Grocery

How I Cook Healthfully & on Budget for My Family of 5

March 19, 2018

With the hectic and activity-filled lives we all live, getting a healthy meal on the table every night can seem like a pretty tall order. Trust me, I am no exception. I’m a mother of three kids, ranging in age from 4 to 10, and right after they get shuffled off to school in the morning, I begin tackling my mile-long to-do list. But, in the blink of an eye it seems, they’re back home and then, it’s all about carpools, dance classes, YMCA, you name it. Suddenly I find myself inside that critical hour when everyone needs to be fed so that they can do homework before heading up to bed.

In addition to being the mom of three, I am a recipe tester and soon-to-be cookbook author; my day requires a lot of cooking. But even though I cook professionally, the most important meal of the day for me is dinner for my family.

I’ve got to admit, fast food and prepared meals do have some perks: They are quick and easy. But for my family, the cons outweigh the pros. And, in a lot of cases, the cost of the convenience can really add up at the register. I grew up in an Italian household, and my mother was never impressed with the packaged stuff. Even though she worked full-time, she made simple, healthful meals for us every night: the same meals she ate growing up on a farm in southern Italy.

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My mother taught me how to make meal-planning a priority, and it really helps keeps the trains running for us during the week. Believe it or not, it doesn’t take a lot of time; nor does it require much extra effort. When I focus on buying the right ingredients and taking the time to cook, I feel it in my health and my wallet. For me, that means spending on average $250 to $275 a week to feed my family of five. I love to entertain, so this amount might be higher than most people’s weekly budget.

Here are the steps I follow to make healthy eating on a budget possible:

1. Grocery shop with a plan and a purpose

Weekends usually allow for a little down time. For meals, heating up leftovers is always an option, but we’ll also order in or head out as a family for dinner. With the kids doing their activities or being on play dates on the weekends, I have some time to think about what I want to cook for the Monday through Friday grind, and then make a list of the items I’ll need to get those meals on the table. If I stick to a list, I won’t buy ingredients in excess and I also won’t find a bunch of extras in the cart that might rack up our food costs.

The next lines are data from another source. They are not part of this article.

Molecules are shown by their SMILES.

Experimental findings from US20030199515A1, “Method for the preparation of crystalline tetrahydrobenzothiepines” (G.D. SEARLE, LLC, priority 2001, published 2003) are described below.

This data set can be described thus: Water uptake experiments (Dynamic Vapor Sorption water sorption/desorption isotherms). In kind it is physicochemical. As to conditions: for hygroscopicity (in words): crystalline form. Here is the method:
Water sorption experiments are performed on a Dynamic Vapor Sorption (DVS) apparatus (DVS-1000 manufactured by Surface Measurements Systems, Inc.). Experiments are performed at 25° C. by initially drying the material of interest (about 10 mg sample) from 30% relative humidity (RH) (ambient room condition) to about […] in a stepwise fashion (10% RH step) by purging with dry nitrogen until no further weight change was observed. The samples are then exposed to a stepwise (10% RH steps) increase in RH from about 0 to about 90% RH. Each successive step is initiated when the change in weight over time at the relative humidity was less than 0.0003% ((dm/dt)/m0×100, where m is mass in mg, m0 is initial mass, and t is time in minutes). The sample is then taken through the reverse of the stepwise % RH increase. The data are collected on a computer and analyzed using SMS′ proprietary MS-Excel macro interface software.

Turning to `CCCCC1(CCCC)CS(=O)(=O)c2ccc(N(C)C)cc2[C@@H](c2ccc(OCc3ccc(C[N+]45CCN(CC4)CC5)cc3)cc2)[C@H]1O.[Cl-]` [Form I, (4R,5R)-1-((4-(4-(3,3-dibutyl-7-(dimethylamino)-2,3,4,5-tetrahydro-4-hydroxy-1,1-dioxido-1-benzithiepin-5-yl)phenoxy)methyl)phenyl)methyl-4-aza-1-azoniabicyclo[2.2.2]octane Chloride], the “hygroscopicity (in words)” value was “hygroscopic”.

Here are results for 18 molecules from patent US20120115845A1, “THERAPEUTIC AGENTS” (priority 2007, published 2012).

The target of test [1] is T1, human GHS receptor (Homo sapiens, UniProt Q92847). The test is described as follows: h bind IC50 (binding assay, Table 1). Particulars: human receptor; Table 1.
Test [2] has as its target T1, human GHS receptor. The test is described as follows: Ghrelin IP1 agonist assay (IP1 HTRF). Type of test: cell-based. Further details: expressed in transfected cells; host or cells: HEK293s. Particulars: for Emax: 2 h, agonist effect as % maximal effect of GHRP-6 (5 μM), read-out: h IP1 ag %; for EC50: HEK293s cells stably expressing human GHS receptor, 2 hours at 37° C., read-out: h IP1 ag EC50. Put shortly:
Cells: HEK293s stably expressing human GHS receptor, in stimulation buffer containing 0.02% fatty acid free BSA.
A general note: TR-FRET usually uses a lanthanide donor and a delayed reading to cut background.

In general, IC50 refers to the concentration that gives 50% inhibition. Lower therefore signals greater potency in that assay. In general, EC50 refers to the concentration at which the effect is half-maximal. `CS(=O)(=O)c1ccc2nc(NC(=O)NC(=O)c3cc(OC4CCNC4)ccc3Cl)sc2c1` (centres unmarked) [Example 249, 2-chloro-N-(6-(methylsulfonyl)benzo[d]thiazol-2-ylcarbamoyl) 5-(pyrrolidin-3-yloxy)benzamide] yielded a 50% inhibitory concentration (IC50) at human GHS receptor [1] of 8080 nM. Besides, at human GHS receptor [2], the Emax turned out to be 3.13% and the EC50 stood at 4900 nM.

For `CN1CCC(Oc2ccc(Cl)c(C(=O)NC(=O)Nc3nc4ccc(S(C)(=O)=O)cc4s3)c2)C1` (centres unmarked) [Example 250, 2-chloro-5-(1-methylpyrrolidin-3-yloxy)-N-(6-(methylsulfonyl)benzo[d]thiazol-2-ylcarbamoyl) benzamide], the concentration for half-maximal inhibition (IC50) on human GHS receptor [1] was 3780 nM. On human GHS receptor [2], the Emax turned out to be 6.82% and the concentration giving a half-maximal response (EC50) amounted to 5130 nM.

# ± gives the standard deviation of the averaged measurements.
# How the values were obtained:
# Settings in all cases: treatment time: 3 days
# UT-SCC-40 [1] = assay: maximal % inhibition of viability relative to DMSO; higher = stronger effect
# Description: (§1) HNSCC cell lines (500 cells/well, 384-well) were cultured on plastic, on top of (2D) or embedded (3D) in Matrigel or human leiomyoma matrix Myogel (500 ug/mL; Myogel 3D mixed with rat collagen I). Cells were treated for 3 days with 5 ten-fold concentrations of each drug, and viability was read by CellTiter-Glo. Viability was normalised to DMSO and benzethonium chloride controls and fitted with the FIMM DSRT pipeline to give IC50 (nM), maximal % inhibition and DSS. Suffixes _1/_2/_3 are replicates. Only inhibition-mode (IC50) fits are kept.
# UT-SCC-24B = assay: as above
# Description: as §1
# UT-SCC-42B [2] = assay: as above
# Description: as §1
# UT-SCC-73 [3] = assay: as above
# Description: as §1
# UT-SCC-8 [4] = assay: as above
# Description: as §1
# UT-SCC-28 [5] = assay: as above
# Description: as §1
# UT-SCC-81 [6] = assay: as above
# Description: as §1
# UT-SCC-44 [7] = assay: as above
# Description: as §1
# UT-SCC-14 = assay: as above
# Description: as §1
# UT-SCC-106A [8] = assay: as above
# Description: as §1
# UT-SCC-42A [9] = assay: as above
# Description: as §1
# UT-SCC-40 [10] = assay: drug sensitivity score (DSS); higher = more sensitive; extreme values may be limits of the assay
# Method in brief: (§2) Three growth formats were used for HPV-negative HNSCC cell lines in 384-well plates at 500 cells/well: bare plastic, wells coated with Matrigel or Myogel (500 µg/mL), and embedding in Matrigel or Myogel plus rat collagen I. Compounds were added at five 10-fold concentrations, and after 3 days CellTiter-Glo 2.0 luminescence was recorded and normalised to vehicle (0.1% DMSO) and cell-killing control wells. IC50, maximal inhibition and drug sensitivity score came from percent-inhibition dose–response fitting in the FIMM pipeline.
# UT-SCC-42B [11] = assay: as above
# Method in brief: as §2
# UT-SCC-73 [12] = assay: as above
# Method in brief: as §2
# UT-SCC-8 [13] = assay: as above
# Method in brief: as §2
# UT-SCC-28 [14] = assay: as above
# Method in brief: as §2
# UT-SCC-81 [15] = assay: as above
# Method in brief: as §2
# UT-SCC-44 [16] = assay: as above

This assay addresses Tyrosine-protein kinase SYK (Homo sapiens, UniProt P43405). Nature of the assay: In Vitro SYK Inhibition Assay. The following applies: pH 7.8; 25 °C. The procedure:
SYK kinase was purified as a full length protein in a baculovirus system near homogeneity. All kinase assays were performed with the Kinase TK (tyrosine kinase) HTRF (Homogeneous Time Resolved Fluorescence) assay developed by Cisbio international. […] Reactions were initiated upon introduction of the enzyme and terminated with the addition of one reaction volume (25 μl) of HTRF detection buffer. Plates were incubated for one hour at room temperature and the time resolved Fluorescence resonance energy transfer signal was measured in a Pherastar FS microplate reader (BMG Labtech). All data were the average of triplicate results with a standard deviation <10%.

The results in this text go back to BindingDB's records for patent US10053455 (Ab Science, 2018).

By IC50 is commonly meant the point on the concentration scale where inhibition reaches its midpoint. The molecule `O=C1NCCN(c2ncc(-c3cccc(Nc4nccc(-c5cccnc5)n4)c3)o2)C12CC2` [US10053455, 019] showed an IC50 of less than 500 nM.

Now, that doesn’t mean the occasional treat is off limits. I tend to look for sale items, but also goodies that are responsibly made. Nowadays, there are so many organic, non-GMO bars, cookies, and even candies on the market; I’ve noticed for a lot of the newer brands, stores will run promotions to encourage you to try them out. Once and a while, I say, why not?

2. After food shopping, start prepping right away

As tempting it is to just throw everything in the fridge after shopping, there is a better, time-saving way! For example, if I know the beef stew I want to make on Tuesday requires three carrots, I'll peel and chop them, place them in a container, and store them in the fridge. Then, when I'm ready to cook, I'll be grateful at how a few minutes of organization saved me precious minutes at crunch time, when everyone is ravenous and yelling, “Geez, mom, is dinner ready yet?”